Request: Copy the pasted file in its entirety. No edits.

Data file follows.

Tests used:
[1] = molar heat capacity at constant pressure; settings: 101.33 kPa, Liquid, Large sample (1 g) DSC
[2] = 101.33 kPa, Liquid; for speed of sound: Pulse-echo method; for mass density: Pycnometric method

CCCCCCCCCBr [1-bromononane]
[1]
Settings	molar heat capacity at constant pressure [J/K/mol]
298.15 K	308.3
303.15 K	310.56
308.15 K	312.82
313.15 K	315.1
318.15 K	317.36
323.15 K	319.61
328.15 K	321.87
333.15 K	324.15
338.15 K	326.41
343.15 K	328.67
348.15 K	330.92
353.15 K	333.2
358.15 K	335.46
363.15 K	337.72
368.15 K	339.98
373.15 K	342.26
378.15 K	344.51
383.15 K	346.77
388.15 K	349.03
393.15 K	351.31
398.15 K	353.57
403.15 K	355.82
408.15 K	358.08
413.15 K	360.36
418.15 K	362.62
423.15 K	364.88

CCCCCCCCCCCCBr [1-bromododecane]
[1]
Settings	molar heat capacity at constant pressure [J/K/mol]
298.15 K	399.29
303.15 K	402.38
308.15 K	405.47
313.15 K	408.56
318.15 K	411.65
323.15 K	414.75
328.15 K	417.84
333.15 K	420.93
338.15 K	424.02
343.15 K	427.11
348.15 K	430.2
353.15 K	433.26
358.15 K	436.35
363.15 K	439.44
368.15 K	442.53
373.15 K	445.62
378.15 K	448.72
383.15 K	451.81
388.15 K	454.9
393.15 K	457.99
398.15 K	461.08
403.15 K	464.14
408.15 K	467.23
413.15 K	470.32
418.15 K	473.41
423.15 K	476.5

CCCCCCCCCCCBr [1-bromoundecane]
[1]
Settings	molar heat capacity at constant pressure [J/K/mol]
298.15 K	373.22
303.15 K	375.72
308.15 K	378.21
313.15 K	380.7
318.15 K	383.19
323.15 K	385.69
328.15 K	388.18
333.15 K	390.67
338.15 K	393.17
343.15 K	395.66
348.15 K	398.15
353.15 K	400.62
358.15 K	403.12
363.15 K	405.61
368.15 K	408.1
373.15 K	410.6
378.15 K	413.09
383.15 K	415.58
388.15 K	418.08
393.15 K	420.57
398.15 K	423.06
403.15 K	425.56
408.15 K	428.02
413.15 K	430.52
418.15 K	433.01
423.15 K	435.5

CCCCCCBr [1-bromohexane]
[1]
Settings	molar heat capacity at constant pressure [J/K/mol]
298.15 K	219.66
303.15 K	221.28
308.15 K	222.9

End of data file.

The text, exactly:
Tests used:
[1] = molar heat capacity at constant pressure; settings: 101.33 kPa, Liquid, Large sample (1 g) DSC
[2] = 101.33 kPa, Liquid; for speed of sound: Pulse-echo method; for mass density: Pycnometric method

CCCCCCCCCBr [1-bromononane]
[1]
Settings	molar heat capacity at constant pressure [J/K/mol]
298.15 K	308.3
303.15 K	310.56
308.15 K	312.82
313.15 K	315.1
318.15 K	317.36
323.15 K	319.61
328.15 K	321.87
333.15 K	324.15
338.15 K	326.41
343.15 K	328.67
348.15 K	330.92
353.15 K	333.2
358.15 K	335.46
363.15 K	337.72
368.15 K	339.98
373.15 K	342.26
378.15 K	344.51
383.15 K	346.77
388.15 K	349.03
393.15 K	351.31
398.15 K	353.57
403.15 K	355.82
408.15 K	358.08
413.15 K	360.36
418.15 K	362.62
423.15 K	364.88

CCCCCCCCCCCCBr [1-bromododecane]
[1]
Settings	molar heat capacity at constant pressure [J/K/mol]
298.15 K	399.29
303.15 K	402.38
308.15 K	405.47
313.15 K	408.56
318.15 K	411.65
323.15 K	414.75
328.15 K	417.84
333.15 K	420.93
338.15 K	424.02
343.15 K	427.11
348.15 K	430.2
353.15 K	433.26
358.15 K	436.35
363.15 K	439.44
368.15 K	442.53
373.15 K	445.62
378.15 K	448.72
383.15 K	451.81
388.15 K	454.9
393.15 K	457.99
398.15 K	461.08
403.15 K	464.14
408.15 K	467.23
413.15 K	470.32
418.15 K	473.41
423.15 K	476.5

CCCCCCCCCCCBr [1-bromoundecane]
[1]
Settings	molar heat capacity at constant pressure [J/K/mol]
298.15 K	373.22
303.15 K	375.72
308.15 K	378.21
313.15 K	380.7
318.15 K	383.19
323.15 K	385.69
328.15 K	388.18
333.15 K	390.67
338.15 K	393.17
343.15 K	395.66
348.15 K	398.15
353.15 K	400.62
358.15 K	403.12
363.15 K	405.61
368.15 K	408.1
373.15 K	410.6
378.15 K	413.09
383.15 K	415.58
388.15 K	418.08
393.15 K	420.57
398.15 K	423.06
403.15 K	425.56
408.15 K	428.02
413.15 K	430.52
418.15 K	433.01
423.15 K	435.5

CCCCCCBr [1-bromohexane]
[1]
Settings	molar heat capacity at constant pressure [J/K/mol]
298.15 K	219.66
303.15 K	221.28
308.15 K	222.9